At a retro souvenir cart strategically parked up immediately inside the park, we spotted packs of throwaway masks (€1.90/£1.72 for two) and miniature bottles of Disney-branded hand gel discretely displayed beneath more cheering tubs of lurid-pink candy floss and giant Mickey hand mittens (surely not intended for visitors who prefer to be gloved during these risky Covid-19 times?). Talking of touching, the theme park’s wonderful old-fashioned printed maps are no more: download the Disneyland App to navigate your way around.
At the Town Square in Disneyland Park, the celebratory opening party was in full swing. Mickey, Minnie, Pluto and Goofy danced and waved to guests from the balcony of the Disney Railroad train station while cast members in bright red jackets jigged exuberantly on the street below – all to the rousing song of ‘Coming Home to Disneyland’ belting out across the square.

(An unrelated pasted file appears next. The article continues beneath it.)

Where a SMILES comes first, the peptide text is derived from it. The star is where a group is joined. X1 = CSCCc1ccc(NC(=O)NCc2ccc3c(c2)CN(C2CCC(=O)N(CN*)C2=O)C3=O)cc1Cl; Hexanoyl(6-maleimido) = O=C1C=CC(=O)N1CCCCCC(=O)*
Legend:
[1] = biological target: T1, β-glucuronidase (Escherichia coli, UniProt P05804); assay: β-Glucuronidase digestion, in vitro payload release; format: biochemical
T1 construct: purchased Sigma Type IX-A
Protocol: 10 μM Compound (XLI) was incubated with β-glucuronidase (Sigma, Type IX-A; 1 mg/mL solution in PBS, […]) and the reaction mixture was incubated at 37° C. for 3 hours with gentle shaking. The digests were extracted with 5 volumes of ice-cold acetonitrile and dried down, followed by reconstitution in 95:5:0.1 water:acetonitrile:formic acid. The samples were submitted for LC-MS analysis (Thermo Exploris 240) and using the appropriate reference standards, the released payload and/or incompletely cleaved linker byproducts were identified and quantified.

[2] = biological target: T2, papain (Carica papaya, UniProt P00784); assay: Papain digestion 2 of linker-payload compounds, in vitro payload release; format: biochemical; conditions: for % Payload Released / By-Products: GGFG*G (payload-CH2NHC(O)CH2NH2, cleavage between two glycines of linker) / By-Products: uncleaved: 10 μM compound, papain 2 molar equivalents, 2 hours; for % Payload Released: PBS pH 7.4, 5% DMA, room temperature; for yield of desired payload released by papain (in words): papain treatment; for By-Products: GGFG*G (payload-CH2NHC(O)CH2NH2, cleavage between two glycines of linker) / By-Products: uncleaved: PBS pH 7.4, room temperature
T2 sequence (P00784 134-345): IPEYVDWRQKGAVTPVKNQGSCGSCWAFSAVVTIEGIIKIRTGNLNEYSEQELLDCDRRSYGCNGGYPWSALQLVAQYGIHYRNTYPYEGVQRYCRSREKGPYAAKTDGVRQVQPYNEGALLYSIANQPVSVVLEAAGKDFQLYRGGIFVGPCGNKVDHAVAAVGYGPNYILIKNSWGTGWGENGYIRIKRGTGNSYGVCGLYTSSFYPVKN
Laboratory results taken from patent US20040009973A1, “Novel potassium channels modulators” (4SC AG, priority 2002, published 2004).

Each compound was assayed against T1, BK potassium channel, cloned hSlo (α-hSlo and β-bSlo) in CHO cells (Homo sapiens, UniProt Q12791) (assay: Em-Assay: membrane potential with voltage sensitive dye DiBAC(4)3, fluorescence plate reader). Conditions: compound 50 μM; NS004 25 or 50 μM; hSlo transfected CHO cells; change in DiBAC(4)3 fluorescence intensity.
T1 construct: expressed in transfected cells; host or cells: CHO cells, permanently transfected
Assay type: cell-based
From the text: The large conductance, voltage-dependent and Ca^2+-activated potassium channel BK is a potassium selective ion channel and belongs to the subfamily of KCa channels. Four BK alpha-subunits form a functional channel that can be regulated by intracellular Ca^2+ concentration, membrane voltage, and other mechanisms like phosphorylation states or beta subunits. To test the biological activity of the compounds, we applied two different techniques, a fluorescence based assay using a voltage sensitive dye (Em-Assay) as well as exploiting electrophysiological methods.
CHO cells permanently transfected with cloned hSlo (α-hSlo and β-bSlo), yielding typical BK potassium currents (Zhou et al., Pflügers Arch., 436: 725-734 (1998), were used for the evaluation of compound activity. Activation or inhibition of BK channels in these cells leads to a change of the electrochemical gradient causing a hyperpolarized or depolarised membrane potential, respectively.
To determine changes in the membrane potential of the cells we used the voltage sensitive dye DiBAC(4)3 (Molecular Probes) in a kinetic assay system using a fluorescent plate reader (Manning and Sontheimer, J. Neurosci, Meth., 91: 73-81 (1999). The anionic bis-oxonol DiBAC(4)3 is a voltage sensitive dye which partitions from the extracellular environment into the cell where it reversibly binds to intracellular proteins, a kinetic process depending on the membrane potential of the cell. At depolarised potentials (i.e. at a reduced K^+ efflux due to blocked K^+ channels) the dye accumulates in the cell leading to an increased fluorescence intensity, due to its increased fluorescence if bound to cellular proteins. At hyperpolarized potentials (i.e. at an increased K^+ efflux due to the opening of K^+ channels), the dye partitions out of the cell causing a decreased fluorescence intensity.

Far from making me ‘feel good’, the familiar tune – the die-hard theme track for Disney’s end-of-day Main Parade, lyrics rewritten for the reopening – was a bittersweet reminder that this special day with my daughter wouldn’t climax with the dazzling end-of-day spectacle of Elsa, Olaf, Stitch, Peter Pan and dozens of other iconic Disney characters dancing and singing along Main Street USA. Cancelled because of the huge crowds it draws, Disney Stars on Parade is another victim of the Covid-19 pandemic, as are the traditional fireworks at dusk above Sleeping Beauty’s castle, children’s playgrounds, all shows, character dining and character meet-and-greets.
Accustomed to legging it frantically to our favourite ride upon arrival to beat the crowds, it felt oddly indulgent to amble along empty walkways to Big Thunder Mountain in Frontierland. There was no queue to speak of, floor stickers indicated where guests could stand, and hand gel before boarding was mandatory. Social distancing meant only alternative seat rows on the runaway train were filled with screaming thrill-seekers as it hurtled through faux red rocks of the Wild West. It was the same procedure at Hyperspace Mountain, Peter Pan’s Flight, Indiana Jones and the Temple of Doom, every ride, rendering skip-the-queue Fastpass – temporarily suspended – completely redundant anyway.